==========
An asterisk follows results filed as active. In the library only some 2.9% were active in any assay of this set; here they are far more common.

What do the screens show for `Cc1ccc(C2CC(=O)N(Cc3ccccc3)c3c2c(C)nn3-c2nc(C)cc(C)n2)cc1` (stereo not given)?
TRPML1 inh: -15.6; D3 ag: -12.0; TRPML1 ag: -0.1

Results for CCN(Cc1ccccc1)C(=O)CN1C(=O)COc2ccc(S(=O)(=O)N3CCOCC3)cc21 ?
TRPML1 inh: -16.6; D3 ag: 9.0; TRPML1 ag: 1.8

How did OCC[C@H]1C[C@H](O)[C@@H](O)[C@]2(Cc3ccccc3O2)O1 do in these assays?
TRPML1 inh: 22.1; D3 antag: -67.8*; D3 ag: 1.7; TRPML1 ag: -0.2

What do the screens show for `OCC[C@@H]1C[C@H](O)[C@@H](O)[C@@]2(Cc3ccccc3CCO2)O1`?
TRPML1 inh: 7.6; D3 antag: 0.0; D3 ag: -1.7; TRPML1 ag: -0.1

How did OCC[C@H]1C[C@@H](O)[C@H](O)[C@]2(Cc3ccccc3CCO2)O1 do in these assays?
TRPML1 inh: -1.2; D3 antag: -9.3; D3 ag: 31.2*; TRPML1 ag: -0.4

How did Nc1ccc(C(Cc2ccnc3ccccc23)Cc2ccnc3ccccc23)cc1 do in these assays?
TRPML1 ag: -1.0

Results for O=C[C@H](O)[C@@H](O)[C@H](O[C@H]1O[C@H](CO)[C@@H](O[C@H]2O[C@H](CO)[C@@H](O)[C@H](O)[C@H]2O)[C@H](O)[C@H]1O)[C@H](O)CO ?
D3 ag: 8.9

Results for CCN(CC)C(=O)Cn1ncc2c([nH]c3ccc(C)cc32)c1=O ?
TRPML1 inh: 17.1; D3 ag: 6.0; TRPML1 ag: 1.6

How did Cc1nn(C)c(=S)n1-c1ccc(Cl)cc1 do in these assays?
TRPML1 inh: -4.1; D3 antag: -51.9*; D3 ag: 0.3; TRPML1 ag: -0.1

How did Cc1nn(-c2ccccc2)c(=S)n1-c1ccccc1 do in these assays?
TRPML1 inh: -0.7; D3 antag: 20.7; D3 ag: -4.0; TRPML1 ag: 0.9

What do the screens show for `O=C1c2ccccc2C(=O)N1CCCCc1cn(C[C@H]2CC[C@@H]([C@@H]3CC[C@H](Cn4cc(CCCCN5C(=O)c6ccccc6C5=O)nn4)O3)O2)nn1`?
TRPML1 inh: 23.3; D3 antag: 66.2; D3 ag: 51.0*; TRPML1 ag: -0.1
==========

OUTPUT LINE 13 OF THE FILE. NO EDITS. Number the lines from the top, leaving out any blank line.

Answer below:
TRPML1 ag: -1.0